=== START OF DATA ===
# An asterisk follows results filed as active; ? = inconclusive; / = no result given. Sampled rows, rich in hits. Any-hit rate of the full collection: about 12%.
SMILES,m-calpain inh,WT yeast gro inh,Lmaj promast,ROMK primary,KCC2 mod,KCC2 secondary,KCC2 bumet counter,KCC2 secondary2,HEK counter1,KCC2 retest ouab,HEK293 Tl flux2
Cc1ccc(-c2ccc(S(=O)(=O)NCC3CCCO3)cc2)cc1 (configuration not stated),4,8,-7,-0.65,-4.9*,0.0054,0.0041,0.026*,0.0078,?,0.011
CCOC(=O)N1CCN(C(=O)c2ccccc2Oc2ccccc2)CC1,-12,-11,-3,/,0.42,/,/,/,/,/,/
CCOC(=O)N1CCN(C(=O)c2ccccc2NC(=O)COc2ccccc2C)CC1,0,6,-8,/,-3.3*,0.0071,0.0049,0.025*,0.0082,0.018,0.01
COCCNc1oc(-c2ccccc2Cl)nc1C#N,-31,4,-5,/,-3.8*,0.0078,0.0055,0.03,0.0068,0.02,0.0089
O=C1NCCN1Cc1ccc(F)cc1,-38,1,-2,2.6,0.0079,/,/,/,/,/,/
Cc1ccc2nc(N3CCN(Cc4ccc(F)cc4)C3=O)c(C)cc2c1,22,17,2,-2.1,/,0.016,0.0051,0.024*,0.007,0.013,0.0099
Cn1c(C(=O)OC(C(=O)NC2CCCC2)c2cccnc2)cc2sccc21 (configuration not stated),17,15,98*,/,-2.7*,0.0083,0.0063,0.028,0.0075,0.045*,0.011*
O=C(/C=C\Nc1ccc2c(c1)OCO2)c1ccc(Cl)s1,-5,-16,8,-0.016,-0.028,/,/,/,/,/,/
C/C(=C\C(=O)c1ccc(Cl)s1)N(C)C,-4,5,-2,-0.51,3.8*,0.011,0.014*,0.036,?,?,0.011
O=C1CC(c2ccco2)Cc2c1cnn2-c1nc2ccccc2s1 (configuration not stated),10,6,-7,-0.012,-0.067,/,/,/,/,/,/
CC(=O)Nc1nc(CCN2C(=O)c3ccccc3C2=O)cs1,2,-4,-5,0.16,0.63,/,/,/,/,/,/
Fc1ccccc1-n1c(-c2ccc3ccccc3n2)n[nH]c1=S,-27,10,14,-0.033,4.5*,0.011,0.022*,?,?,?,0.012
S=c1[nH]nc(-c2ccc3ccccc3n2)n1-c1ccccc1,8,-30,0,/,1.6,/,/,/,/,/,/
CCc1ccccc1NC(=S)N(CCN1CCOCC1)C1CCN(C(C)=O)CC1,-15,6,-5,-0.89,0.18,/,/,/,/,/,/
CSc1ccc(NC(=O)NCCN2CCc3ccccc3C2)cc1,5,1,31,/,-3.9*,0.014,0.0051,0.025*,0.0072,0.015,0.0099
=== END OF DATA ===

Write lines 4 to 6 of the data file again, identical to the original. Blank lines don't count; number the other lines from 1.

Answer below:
CCOC(=O)N1CCN(C(=O)c2ccccc2Oc2ccccc2)CC1,-12,-11,-3,/,0.42,/,/,/,/,/,/
CCOC(=O)N1CCN(C(=O)c2ccccc2NC(=O)COc2ccccc2C)CC1,0,6,-8,/,-3.3*,0.0071,0.0049,0.025*,0.0082,0.018,0.01
COCCNc1oc(-c2ccccc2Cl)nc1C#N,-31,4,-5,/,-3.8*,0.0078,0.0055,0.03,0.0068,0.02,0.0089